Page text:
Jones, Rebecca Louise; Stellingwerff, Trent; Artioli, Guilherme Giannini; Saunders, Bryan; Sale, Craig; Swinton, Paul; ; University of Bedfordshire; Canadian Sport Institute–Pacific; University of Victoria; et al. (Human Kinetics, 2021-09-03)
      This study determined the influence of a high (HI) vs. low-intensity (LI) cycling warm-up on blood acid-base responses and exercise capacity following ingestion of sodium bicarbonate (SB; 0.3 g·kg-1 body-mass (BM)) or a placebo (PLA; maltodextrin) 3-hours prior to warm-up. Twelve men (21±2 years, 79.2±3.6 kg BM, maximum power output (Wmax) 318±36 W) completed a familiarisation and four double-blind trials completed in a counterbalanced order: HI warm-up with SB (HISB); HI warm-up with PLA (HIPLA); LI warm-up with SB (LISB); and LI warm-up with PLA (LIPLA). LI warm-up was 15-minutes at 60%Wmax, while the HI warm-up (typical of elites) featured LI followed by 2 x 30-sec (3-minute break) at Wmax, finishing 30-minute prior to a cycling capacity test at 110%Wmax (CCT110%). Blood bicarbonate and lactate were measured throughout. SB supplementation increased blood bicarbonate (+6.4 [95%CI: 5.7 to 7.1 mmol·L-1]) prior to greater reductions with high intensity warm-up (-3.8 [95%CI: -5.8 to -1.8 mmol·L-1]). However, during the 30-minute recovery, blood bicarbonate rebounded and increased in all conditions, with concentrations ~5.3mmol·L-1 greater with SB supplementation (P<0.001). Blood bicarbonate significantly declined during the CCT110% with greater reductions following SB supplementation (-2.4 [95%CI: -3.8 to -0.90 mmol·L-1]). Aligned with these results, SB supplementation increased total work done during the CCT110% (+8.5 [95%CI: 3.6 to 13.4 kJ], ~19% increase) with no significant main effect of warm-up intensity (+0.0 [95%CI: -5.0 to 5.0 kJ). Collectively, the results demonstrate that SB supplementation can improve HI cycling capacity irrespective of prior warm-up intensity, likely due to blood alkalosis.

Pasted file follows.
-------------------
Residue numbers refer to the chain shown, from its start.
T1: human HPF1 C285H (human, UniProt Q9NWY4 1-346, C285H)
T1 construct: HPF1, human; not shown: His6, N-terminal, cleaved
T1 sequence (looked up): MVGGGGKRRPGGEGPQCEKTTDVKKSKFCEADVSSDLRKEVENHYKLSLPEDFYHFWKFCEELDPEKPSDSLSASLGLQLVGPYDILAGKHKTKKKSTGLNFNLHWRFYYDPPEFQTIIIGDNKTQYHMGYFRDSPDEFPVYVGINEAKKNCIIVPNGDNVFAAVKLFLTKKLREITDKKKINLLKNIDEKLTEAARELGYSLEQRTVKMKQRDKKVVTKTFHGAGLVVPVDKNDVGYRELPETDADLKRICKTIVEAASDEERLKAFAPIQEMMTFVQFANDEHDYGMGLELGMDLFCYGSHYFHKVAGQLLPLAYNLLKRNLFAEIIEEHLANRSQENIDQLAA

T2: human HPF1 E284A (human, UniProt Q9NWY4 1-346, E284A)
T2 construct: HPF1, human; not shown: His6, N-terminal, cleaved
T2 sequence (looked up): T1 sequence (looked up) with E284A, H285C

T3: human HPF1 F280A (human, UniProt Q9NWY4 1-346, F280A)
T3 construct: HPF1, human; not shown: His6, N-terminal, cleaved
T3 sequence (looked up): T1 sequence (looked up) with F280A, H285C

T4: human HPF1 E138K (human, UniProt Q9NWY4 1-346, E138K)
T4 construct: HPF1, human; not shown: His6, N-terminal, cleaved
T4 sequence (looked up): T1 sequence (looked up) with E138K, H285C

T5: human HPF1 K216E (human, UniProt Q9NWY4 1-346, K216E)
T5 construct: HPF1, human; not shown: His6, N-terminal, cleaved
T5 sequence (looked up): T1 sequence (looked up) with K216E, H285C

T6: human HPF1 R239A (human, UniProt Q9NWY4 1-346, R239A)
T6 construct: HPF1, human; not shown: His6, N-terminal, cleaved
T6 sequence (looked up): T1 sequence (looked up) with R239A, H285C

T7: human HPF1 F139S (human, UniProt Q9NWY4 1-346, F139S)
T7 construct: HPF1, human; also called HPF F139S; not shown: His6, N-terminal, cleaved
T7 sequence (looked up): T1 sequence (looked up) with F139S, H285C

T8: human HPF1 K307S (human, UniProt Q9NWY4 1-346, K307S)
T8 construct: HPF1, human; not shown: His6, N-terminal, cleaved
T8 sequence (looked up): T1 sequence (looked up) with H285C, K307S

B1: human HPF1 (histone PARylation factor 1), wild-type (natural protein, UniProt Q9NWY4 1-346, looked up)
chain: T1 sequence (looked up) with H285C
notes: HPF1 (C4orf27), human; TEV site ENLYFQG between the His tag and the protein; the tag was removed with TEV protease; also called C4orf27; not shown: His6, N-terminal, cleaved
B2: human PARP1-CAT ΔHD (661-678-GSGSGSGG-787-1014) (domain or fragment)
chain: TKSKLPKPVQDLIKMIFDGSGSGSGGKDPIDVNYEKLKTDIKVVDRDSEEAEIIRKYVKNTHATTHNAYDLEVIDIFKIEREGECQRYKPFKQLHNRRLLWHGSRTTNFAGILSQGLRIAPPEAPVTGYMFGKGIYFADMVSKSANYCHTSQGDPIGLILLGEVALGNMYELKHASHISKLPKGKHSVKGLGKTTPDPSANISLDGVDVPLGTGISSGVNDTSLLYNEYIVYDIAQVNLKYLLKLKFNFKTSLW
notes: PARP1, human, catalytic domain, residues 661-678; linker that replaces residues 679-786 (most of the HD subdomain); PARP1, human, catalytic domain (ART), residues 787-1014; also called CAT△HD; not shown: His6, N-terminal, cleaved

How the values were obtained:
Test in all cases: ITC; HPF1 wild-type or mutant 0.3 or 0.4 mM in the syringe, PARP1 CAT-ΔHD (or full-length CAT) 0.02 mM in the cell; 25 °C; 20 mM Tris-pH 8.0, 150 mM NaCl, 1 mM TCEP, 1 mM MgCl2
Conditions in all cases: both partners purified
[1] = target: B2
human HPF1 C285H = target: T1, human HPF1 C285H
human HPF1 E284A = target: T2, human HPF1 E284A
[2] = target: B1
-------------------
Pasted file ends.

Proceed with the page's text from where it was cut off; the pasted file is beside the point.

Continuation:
• Warm-up intensity does not influence the beneficial effect of sodium bicarbonate ingestion on cycling performance